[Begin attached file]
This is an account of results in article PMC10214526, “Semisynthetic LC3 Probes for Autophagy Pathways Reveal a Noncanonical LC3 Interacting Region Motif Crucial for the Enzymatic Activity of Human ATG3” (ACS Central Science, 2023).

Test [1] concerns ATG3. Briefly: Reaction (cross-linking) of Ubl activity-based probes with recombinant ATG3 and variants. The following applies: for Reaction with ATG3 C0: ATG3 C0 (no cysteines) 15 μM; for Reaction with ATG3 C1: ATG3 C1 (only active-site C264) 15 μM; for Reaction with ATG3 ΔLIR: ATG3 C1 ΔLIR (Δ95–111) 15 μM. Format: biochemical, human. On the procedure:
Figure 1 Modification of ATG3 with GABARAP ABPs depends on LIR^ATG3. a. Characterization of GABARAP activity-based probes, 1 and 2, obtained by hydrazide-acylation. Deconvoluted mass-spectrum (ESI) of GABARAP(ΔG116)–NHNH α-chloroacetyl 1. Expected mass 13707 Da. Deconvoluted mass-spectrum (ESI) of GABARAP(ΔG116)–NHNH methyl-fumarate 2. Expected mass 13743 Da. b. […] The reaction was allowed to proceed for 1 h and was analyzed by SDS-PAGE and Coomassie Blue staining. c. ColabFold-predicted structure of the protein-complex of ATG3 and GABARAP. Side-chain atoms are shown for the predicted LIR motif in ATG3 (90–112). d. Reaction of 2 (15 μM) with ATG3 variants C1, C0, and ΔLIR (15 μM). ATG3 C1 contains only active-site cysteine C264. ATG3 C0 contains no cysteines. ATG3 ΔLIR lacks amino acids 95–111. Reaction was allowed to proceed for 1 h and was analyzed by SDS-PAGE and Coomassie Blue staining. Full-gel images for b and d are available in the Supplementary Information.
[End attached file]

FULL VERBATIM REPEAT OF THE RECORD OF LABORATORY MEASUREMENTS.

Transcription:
This is an account of results in article PMC10214526, “Semisynthetic LC3 Probes for Autophagy Pathways Reveal a Noncanonical LC3 Interacting Region Motif Crucial for the Enzymatic Activity of Human ATG3” (ACS Central Science, 2023).

Test [1] concerns ATG3. Briefly: Reaction (cross-linking) of Ubl activity-based probes with recombinant ATG3 and variants. The following applies: for Reaction with ATG3 C0: ATG3 C0 (no cysteines) 15 μM; for Reaction with ATG3 C1: ATG3 C1 (only active-site C264) 15 μM; for Reaction with ATG3 ΔLIR: ATG3 C1 ΔLIR (Δ95–111) 15 μM. Format: biochemical, human. On the procedure:
Figure 1 Modification of ATG3 with GABARAP ABPs depends on LIR^ATG3. a. Characterization of GABARAP activity-based probes, 1 and 2, obtained by hydrazide-acylation. Deconvoluted mass-spectrum (ESI) of GABARAP(ΔG116)–NHNH α-chloroacetyl 1. Expected mass 13707 Da. Deconvoluted mass-spectrum (ESI) of GABARAP(ΔG116)–NHNH methyl-fumarate 2. Expected mass 13743 Da. b. […] The reaction was allowed to proceed for 1 h and was analyzed by SDS-PAGE and Coomassie Blue staining. c. ColabFold-predicted structure of the protein-complex of ATG3 and GABARAP. Side-chain atoms are shown for the predicted LIR motif in ATG3 (90–112). d. Reaction of 2 (15 μM) with ATG3 variants C1, C0, and ΔLIR (15 μM). ATG3 C1 contains only active-site cysteine C264. ATG3 C0 contains no cysteines. ATG3 ΔLIR lacks amino acids 95–111. Reaction was allowed to proceed for 1 h and was analyzed by SDS-PAGE and Coomassie Blue staining. Full-gel images for b and d are available in the Supplementary Information.